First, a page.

Remote Sensing

Appears in

Oxford Companion to Wine

Oxford Companion to Wine

By Jancis Robinson

Published 2006

  • About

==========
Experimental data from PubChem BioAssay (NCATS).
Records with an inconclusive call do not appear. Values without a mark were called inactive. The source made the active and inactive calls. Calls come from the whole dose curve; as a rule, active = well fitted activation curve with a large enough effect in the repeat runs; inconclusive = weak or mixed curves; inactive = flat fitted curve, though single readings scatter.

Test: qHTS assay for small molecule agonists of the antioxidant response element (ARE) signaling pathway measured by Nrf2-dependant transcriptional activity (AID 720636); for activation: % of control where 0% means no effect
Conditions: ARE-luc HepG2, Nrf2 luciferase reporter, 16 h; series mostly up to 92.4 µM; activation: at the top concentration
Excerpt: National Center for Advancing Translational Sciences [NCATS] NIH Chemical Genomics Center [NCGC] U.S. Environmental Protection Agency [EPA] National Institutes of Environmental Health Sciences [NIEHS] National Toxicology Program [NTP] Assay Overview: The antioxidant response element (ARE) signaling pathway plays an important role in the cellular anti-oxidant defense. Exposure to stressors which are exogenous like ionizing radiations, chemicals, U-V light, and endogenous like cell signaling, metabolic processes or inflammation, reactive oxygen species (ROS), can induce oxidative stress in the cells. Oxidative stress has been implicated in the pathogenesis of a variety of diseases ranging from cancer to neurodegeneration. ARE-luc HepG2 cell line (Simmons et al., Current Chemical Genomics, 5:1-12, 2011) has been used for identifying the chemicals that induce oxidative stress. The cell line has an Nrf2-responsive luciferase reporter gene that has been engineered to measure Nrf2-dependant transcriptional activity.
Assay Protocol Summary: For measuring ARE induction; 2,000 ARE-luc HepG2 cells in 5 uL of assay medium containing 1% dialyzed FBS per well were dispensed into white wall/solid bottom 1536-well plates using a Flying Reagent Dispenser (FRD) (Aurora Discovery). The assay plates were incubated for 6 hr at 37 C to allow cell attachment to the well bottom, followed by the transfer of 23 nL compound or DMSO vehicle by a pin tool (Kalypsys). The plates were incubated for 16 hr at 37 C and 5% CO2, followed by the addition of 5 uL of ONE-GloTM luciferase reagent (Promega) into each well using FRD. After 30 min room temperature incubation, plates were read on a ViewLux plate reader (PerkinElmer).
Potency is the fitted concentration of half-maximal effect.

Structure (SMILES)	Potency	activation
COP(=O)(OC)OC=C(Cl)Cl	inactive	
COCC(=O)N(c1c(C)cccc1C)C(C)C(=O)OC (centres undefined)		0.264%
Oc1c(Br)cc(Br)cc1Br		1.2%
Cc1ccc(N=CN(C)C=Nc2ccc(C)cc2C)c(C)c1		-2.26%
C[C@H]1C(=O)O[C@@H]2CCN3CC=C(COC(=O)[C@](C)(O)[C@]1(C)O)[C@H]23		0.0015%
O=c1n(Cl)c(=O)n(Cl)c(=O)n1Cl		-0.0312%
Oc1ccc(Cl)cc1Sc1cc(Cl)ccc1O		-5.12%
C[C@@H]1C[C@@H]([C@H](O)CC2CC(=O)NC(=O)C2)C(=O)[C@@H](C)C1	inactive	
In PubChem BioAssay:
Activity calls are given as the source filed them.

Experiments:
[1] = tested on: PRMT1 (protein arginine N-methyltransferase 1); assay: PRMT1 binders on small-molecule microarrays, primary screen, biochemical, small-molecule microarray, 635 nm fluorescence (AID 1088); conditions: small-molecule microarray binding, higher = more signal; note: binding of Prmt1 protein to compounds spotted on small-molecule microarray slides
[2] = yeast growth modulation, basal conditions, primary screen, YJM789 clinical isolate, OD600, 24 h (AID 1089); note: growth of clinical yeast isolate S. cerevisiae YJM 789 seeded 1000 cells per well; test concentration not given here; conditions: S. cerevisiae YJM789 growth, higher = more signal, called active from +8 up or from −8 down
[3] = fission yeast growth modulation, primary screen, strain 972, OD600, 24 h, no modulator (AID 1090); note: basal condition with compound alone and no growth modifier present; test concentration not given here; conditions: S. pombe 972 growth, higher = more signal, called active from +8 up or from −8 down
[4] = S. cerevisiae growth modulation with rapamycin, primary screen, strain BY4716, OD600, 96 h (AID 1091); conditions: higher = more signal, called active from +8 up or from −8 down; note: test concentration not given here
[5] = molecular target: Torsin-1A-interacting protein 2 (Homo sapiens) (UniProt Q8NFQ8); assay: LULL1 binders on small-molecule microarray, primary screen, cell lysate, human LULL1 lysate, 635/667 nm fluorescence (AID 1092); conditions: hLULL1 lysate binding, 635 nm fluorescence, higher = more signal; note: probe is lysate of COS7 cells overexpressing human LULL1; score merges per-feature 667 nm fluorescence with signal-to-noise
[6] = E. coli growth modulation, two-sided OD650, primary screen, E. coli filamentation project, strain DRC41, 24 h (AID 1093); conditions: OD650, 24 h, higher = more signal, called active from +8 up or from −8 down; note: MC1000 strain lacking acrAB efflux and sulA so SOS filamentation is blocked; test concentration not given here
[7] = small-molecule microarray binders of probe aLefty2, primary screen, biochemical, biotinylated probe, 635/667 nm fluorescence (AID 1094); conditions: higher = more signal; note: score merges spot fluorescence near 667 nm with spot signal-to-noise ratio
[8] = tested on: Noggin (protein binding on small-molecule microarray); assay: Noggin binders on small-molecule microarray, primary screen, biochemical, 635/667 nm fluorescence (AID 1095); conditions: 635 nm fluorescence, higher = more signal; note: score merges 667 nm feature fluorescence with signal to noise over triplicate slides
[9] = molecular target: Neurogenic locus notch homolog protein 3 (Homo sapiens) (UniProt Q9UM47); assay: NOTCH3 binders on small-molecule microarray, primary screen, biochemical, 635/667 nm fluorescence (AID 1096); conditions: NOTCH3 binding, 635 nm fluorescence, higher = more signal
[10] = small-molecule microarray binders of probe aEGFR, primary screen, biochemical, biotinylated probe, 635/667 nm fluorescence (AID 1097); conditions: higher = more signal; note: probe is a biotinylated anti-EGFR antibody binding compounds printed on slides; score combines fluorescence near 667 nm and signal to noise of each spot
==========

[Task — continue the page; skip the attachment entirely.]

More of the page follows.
remote sensing is the detection and/or measurement of features on the Earth’s surface using sensors mounted on satellite or aircraft platforms. Its application in viticulture is almost entirely confined to the inference of vigour and canopy condition. This is achieved by sensing the amount of sunlight that is reflected from a vineyard in the visible (blue, green, red) and near infrared parts of the electromagnetic spectrum and calculating ratios between them. Commonly used indices in viticulture are plant cell density (PCD) and, to a lesser extent, normalized difference vegetation index (NDVI). Research has shown veraison to be the optimal time to acquire remotely sensed imagery of vineyards, especially with respect to its use in precision viticulture or zonal viticulture. Because patterns of variation in vine vigour and yield have been shown to be stable over time, many adopters of precision viticulture have tended to base their targeted management decisions on remotely sensed imagery rather than on maps derived from yield monitors.